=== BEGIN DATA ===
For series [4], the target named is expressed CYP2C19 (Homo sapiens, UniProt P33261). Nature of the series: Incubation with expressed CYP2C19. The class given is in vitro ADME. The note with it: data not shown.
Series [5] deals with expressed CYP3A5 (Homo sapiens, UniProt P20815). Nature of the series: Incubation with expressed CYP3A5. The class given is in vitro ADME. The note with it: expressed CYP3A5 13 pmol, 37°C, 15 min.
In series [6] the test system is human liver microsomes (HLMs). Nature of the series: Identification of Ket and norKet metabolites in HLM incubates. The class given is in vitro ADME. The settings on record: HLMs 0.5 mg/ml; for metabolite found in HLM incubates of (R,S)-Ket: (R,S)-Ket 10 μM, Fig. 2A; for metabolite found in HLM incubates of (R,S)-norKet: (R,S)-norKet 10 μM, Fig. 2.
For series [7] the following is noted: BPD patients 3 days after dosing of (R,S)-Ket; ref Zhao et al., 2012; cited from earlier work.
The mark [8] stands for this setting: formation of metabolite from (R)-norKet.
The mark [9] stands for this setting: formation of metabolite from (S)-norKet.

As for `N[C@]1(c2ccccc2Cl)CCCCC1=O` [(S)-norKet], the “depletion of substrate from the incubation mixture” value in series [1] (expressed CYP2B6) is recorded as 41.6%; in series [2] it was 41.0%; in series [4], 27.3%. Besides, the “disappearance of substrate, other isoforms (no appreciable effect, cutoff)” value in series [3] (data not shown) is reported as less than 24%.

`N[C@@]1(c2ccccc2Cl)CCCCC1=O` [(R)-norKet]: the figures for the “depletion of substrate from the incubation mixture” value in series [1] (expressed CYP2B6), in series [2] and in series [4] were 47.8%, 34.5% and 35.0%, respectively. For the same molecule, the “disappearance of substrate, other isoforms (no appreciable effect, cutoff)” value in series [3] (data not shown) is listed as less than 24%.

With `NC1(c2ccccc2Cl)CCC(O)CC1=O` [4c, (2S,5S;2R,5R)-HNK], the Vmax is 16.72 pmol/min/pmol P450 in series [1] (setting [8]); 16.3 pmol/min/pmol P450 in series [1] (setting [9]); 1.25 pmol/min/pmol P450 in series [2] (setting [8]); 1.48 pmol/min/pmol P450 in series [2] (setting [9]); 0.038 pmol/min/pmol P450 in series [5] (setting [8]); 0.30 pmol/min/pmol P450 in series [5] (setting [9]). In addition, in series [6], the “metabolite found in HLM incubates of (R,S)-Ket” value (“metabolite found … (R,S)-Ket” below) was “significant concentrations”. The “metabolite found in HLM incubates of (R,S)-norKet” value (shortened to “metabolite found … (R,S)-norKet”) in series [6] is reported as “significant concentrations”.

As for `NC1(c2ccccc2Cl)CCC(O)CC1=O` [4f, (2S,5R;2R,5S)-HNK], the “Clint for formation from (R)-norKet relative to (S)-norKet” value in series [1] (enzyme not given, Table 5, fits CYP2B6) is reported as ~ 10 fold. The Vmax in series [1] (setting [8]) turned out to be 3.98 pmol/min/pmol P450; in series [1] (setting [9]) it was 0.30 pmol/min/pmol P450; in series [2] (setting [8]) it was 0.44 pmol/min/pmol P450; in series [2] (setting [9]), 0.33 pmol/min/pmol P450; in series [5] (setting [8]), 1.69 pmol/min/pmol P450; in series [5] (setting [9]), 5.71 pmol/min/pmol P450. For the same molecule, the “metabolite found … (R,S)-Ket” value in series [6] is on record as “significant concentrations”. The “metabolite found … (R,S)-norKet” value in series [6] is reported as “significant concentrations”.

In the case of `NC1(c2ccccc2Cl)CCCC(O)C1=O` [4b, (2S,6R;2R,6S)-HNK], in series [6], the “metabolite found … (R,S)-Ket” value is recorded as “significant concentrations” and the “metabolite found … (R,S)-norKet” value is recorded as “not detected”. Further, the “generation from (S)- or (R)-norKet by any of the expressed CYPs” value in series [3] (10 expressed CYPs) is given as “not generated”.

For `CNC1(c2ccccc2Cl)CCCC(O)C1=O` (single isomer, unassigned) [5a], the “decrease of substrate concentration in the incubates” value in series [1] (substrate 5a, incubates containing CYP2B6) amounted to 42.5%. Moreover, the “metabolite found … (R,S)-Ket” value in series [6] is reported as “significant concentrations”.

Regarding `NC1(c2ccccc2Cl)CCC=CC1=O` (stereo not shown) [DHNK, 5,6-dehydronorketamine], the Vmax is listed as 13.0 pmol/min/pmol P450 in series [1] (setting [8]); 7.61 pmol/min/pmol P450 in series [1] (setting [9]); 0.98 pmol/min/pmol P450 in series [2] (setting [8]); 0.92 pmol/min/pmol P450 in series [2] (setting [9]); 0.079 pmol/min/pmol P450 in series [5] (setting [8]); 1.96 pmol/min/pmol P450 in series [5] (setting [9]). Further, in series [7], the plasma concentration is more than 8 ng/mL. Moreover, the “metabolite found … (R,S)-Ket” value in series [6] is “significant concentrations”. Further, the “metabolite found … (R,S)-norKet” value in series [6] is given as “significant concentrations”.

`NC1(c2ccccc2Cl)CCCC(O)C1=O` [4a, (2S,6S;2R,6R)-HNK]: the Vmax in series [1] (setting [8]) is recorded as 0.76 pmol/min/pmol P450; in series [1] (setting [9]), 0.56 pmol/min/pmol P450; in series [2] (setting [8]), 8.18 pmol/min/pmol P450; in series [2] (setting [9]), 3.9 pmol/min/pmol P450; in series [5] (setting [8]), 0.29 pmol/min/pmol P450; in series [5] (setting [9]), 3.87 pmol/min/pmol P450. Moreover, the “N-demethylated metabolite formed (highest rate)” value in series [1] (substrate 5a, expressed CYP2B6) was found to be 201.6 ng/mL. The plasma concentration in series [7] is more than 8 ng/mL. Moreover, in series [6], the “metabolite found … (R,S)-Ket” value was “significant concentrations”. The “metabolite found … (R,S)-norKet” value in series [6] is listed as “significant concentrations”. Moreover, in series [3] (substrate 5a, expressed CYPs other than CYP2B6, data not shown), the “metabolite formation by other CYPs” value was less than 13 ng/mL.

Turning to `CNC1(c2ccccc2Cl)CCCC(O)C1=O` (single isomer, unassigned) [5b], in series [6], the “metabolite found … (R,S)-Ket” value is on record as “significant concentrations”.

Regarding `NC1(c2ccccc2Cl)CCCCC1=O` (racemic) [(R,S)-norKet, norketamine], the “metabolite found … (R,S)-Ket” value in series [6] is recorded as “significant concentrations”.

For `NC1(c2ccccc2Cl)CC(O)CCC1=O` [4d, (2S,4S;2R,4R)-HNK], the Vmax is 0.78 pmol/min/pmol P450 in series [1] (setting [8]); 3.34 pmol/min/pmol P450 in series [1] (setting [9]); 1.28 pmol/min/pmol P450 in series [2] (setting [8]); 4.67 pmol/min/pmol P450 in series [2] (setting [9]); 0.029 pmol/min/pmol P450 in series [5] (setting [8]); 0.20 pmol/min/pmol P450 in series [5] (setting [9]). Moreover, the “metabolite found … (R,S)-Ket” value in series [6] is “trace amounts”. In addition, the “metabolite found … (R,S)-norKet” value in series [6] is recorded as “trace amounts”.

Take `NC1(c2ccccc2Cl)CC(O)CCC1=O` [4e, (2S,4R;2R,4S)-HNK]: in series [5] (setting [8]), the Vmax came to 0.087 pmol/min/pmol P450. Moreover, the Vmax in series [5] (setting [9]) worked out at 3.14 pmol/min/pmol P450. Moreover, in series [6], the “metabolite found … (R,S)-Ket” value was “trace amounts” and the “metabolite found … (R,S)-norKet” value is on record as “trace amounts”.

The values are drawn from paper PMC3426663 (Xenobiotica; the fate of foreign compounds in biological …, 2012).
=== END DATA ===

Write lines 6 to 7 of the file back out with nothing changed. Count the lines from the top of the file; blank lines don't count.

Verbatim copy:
The mark [9] stands for this setting: formation of metabolite from (S)-norKet.

As for `N[C@]1(c2ccccc2Cl)CCCCC1=O` [(S)-norKet], the “depletion of substrate from the incubation mixture” value in series [1] (expressed CYP2B6) is recorded as 41.6%; in series [2] it was 41.0%; in series [4], 27.3%. Besides, the “disappearance of substrate, other isoforms (no appreciable effect, cutoff)” value in series [3] (data not shown) is reported as less than 24%.